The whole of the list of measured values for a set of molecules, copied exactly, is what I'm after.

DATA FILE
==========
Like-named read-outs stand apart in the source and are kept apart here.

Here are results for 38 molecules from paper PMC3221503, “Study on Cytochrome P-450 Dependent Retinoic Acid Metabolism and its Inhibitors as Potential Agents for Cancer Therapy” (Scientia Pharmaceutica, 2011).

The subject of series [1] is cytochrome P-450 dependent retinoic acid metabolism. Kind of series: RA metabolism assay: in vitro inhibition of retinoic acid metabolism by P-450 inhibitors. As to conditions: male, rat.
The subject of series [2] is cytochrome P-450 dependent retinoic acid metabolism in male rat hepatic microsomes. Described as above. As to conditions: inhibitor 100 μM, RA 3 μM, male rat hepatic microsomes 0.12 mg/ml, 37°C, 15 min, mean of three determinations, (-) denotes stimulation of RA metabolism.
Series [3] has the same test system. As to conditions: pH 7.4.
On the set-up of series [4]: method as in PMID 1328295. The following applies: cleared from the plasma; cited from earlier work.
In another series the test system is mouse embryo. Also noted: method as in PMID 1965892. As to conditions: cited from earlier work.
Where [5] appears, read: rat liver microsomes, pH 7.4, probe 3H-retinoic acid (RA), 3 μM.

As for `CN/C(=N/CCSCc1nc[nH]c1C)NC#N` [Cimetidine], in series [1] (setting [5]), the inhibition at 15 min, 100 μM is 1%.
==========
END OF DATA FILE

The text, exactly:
Like-named read-outs stand apart in the source and are kept apart here.

Here are results for 38 molecules from paper PMC3221503, “Study on Cytochrome P-450 Dependent Retinoic Acid Metabolism and its Inhibitors as Potential Agents for Cancer Therapy” (Scientia Pharmaceutica, 2011).

The subject of series [1] is cytochrome P-450 dependent retinoic acid metabolism. Kind of series: RA metabolism assay: in vitro inhibition of retinoic acid metabolism by P-450 inhibitors. As to conditions: male, rat.
The subject of series [2] is cytochrome P-450 dependent retinoic acid metabolism in male rat hepatic microsomes. Described as above. As to conditions: inhibitor 100 μM, RA 3 μM, male rat hepatic microsomes 0.12 mg/ml, 37°C, 15 min, mean of three determinations, (-) denotes stimulation of RA metabolism.
Series [3] has the same test system. As to conditions: pH 7.4.
On the set-up of series [4]: method as in PMID 1328295. The following applies: cleared from the plasma; cited from earlier work.
In another series the test system is mouse embryo. Also noted: method as in PMID 1965892. As to conditions: cited from earlier work.
Where [5] appears, read: rat liver microsomes, pH 7.4, probe 3H-retinoic acid (RA), 3 μM.

As for `CN/C(=N/CCSCc1nc[nH]c1C)NC#N` [Cimetidine], in series [1] (setting [5]), the inhibition at 15 min, 100 μM is 1%.